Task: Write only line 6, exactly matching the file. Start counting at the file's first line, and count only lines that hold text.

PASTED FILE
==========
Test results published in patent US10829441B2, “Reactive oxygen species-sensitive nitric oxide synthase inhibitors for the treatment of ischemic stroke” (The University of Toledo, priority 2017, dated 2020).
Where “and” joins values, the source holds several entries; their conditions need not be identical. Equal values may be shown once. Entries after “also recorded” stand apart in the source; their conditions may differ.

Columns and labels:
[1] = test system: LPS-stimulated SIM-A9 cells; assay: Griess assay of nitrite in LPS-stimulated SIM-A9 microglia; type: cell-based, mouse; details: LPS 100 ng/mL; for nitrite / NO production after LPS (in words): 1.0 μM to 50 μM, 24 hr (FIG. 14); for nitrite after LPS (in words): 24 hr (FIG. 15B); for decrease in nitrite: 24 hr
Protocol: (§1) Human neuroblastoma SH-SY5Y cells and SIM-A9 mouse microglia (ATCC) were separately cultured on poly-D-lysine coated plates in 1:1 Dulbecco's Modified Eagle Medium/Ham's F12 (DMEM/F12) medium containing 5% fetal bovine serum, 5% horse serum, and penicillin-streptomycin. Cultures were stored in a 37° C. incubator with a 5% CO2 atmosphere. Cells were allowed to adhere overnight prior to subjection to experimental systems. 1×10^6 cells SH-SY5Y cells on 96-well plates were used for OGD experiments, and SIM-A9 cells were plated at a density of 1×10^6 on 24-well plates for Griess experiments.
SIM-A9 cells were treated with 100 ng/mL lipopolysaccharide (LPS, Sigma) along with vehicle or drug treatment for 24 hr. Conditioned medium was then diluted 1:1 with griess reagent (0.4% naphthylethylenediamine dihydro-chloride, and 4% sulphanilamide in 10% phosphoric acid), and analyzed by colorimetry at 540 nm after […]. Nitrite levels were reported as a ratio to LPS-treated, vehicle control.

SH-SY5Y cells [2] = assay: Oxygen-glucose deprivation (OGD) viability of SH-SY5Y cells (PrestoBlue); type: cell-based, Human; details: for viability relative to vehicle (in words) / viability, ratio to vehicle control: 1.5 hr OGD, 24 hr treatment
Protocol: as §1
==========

SIM-A9 cells were treated with 100 ng/mL lipopolysaccharide (LPS, Sigma) along with vehicle or drug treatment for 24 hr. Conditioned medium was then diluted 1:1 with griess reagent (0.4% naphthylethylenediamine dihydro-chloride, and 4% sulphanilamide in 10% phosphoric acid), and analyzed by colorimetry at 540 nm after […]. Nitrite levels were reported as a ratio to LPS-treated, vehicle control.